Charli XCX - Sucker
"You said you wanna bang / Well fuck you, sucker!" Okay. Well that's the pocket money portion of the Charli XCX demographic kicked into touch. Shame – what a hoot it would have been to see her deliver that one to the gig-accompanying yummy mummy set, suddenly frozen in their Boden sandals as bad grrrl Charlotte Emma Aitchison sends Isabel and Freya on a rocket ride into GCSE-threatening depravity. As the chorus of the title track on her second album, you hope that it signals a lively spicing of the XCX brew. But it's a ruse, and behind every get-your-attention headline – in print and on record - there's always a 'but'.
There's nothing hugely wrong with Sucker, and a series of frothing reviews from America's most influential outlets have helped Charli XCX gain a foothold in the States, which might well be where she ends up plying most of her trade. But gone are the appealing goth-lite inflections of 2013's True Romance, replaced by de rigueur crash-bang-wallop arrangments. A clatter of rasping beats, stabbing synth and vocals multi-tracked to the ends of the earth; all combine to almost define 2015's (and 2014's, and 2013's, and…) day-glo club pop blueprint.
Once you stumble past the handful of get-your-attention openers, Sucker stops for a fag and breathes a little easier. Along comes the sweet-sour 'Body of My Own', the undeniable 'Boom Clap' and the Rita Ora-featuring 'Doing It': all exemplary sugar pop. But, elsewhere, the soundboard is altogether too busy, too shouty, too tinny. At times it's like Toni Basil fronting Sigue Sigue Sputnik. It runs out of ideas long before the end, where its closing songs suffer from a debilitating uniformity.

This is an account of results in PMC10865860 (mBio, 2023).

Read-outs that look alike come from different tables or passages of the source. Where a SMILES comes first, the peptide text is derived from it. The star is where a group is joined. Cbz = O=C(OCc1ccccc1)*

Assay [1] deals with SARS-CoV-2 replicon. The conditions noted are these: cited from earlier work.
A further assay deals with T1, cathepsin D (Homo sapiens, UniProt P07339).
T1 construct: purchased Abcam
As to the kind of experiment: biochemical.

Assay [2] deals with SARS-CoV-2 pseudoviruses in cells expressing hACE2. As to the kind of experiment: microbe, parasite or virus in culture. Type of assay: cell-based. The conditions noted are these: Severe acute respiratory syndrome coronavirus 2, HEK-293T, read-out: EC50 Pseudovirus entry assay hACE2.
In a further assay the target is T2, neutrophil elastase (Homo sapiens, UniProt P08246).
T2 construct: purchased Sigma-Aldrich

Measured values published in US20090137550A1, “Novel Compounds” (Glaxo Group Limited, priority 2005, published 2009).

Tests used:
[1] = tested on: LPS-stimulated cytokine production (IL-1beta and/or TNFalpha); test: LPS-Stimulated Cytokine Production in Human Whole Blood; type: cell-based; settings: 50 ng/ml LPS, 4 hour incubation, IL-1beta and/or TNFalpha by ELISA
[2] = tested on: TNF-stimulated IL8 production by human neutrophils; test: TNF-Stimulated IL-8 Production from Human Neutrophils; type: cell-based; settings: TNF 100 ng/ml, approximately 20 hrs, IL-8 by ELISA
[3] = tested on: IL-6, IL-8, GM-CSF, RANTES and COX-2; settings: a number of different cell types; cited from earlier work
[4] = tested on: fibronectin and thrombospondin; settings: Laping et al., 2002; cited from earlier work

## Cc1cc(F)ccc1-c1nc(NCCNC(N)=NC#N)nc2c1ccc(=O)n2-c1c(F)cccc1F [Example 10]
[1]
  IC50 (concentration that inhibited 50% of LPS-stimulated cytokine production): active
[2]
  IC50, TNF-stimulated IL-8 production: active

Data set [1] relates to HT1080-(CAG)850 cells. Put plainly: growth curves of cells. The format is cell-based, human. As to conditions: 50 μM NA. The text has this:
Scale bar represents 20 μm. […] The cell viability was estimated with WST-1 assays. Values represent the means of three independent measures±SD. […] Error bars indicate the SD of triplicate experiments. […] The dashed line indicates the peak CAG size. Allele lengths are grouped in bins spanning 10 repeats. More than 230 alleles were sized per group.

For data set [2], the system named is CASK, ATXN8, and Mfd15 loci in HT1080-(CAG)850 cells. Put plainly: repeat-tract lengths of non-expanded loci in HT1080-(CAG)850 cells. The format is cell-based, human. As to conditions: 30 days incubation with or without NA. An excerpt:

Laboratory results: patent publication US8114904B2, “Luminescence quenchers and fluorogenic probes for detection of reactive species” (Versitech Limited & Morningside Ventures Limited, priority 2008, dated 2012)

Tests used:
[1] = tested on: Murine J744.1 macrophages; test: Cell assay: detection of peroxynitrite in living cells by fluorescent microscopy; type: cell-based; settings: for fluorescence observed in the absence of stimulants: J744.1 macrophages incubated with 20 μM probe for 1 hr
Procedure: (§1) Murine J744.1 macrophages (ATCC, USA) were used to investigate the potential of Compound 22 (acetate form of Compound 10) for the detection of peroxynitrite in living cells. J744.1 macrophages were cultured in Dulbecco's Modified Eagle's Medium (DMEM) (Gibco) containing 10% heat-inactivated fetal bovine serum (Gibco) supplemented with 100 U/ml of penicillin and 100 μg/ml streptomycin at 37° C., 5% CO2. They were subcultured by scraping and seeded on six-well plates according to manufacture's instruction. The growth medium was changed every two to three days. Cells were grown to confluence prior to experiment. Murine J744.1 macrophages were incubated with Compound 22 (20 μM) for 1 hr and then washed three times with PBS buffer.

In there somewhere is the teen who posted her songs on Myspace and ended up getting signed before she'd left school. Or maybe not. You wonder whether some ever got around to a second listen. Unlikely. Because, while the A&R algorithms never intended the chin-stroking older dude to be more than half a percent of the Charli XCX audience, properly game-changing electro-pop (as cerebral as it is fun) finds a way to every sector of the wider audience. And that's why we're still firing up the likes of 1989 and Night Time, My Time some time after release.
Sucker's concessions to the market, despite its claims of no compromise vision, weaken its credentials. An average half dozen writers per track suggest Charlotte - despite Charli's protestations - still lacks the level of self-belief that would pitch her as a contemporary of Taylor Swift and not, as the evidence here suggests, a mere minion.